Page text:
About 18 years ago, I discovered a bohemian part of the Mexican Riviera called Tulum, and it’s been calling me back ever since. Tulum is breathtakingly beautiful, with white-sand beaches that appear to stretch all the way to Belize. Mayans who discovered this paradise hundreds of years ago are still there, and determined to protect what is special about it. In Tulum, five-star hotels are situated next to youth hostels, and fine dining and taco stands are equals.

For my husband and me, our favorite part is not the beach, but the little town of Tulum Puebla — where locals still live and spill out into the streets with their families every night to enjoy street food and music. The smile of a Mayan child will melt your heart.

For us, no trip to Tulum is complete without a stop at Batey, a mojito bar where musicians play all day long and juice for the cocktails is crushed out of sugar cane with a hand-turned press mounted atop the back of a vintage VW “bug.” Batey is the soul of Tulum, where locals and visitors alike gather.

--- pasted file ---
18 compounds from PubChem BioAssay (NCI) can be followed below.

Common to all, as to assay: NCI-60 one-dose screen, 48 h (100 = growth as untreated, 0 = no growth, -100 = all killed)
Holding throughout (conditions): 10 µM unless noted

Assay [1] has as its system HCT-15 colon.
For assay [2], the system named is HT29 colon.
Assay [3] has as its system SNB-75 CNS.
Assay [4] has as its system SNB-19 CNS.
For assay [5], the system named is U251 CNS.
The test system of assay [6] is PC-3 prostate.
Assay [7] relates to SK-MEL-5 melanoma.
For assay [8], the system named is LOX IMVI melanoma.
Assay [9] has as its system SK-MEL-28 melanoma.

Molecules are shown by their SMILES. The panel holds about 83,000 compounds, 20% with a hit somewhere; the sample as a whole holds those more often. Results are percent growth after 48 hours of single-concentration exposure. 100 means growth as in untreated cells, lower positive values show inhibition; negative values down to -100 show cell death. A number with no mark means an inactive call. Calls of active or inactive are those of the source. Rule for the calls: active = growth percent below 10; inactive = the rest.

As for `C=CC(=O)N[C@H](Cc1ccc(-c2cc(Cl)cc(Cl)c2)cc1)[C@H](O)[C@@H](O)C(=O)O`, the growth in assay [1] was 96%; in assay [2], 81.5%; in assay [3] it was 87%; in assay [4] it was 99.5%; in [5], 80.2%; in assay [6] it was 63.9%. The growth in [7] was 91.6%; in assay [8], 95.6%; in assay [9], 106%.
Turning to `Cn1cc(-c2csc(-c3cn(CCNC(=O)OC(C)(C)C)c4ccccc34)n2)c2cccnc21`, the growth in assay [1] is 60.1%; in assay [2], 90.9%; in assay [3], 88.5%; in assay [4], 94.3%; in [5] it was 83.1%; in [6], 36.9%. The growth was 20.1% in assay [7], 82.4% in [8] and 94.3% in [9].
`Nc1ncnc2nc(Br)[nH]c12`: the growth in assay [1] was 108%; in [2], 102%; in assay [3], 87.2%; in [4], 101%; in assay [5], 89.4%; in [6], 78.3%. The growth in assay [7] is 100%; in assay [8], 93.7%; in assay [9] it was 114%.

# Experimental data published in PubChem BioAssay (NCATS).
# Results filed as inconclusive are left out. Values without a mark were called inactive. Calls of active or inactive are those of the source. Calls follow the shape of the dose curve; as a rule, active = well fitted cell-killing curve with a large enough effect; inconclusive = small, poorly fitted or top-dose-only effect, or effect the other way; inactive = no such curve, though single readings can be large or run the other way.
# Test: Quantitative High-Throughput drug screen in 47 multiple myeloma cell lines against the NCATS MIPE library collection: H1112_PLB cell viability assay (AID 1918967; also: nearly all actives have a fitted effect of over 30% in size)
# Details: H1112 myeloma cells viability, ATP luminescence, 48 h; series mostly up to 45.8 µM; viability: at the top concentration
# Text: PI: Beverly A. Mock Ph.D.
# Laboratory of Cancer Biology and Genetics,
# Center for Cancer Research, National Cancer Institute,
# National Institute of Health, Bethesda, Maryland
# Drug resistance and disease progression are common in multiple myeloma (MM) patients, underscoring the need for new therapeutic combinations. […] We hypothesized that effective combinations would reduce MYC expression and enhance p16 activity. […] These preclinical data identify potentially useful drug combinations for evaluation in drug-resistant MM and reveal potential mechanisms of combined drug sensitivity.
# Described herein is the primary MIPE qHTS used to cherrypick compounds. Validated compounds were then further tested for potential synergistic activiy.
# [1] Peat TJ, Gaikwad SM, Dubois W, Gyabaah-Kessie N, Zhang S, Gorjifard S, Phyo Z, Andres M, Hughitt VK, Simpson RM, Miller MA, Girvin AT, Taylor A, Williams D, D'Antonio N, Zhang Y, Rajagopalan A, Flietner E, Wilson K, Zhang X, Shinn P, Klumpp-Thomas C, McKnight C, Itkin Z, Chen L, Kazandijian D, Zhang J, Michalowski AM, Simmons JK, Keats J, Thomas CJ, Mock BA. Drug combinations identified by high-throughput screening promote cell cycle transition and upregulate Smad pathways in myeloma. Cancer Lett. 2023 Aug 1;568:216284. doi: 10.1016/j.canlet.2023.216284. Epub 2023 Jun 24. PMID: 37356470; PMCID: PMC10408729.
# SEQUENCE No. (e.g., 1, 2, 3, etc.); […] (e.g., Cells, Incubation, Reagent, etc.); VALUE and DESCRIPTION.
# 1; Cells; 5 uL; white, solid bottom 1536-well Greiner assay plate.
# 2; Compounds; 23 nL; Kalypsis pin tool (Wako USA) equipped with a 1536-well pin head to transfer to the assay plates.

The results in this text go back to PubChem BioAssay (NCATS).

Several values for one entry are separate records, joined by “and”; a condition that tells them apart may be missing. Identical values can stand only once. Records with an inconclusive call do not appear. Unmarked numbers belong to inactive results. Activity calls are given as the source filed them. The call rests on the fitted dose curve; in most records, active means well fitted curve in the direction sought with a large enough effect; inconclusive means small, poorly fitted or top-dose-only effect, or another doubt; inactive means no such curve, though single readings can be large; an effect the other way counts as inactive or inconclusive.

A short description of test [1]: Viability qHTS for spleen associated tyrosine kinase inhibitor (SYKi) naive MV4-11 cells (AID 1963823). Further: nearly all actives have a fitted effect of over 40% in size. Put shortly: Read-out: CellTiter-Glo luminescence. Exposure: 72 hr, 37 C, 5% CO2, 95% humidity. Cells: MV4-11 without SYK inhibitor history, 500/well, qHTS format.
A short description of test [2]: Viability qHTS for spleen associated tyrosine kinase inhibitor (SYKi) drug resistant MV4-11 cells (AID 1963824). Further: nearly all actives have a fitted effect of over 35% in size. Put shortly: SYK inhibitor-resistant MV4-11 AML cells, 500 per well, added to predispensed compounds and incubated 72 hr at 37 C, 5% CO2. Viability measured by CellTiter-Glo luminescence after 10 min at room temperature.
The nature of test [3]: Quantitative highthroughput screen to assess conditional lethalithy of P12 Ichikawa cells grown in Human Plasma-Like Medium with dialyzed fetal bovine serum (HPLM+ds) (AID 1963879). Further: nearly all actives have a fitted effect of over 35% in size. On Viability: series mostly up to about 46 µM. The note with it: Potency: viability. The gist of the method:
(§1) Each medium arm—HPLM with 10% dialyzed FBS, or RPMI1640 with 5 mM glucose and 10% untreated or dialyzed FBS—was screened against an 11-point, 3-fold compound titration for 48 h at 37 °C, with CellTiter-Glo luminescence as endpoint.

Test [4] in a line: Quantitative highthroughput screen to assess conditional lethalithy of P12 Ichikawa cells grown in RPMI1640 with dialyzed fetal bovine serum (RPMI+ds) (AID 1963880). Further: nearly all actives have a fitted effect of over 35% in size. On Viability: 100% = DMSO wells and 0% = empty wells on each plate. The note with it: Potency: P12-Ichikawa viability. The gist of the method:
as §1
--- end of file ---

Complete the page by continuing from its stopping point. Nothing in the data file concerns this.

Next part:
My first time there I declared it (perhaps unkindly) “the land of misfit toys,” but after meeting and talking with the people I realized that if they are misfits, it’s by choice. Each of them has landed in Tulum for reasons as varied as the continents from which they’ve come. But what they share is a mutual belief in the power of following your purpose and doing what makes you happy.

So, after our fourth or fifth night at Batey, I decided it was time for me to answer that question for myself. SoulCycle had given me the courage to ask, and Rizzo had forced me to slow down and ponder: What is my purpose professionally? What makes me happy? 

I am not entirely sure. And that is entirely OK. But I can think of a few possible scenarios of what’s next for me.

Someone may want to hire me. I have always improved every place where I work. As long as a company is focused on growth and values the experience of someone like me, then I know I would be an essential part of its future. Being offered such a job would make me happy.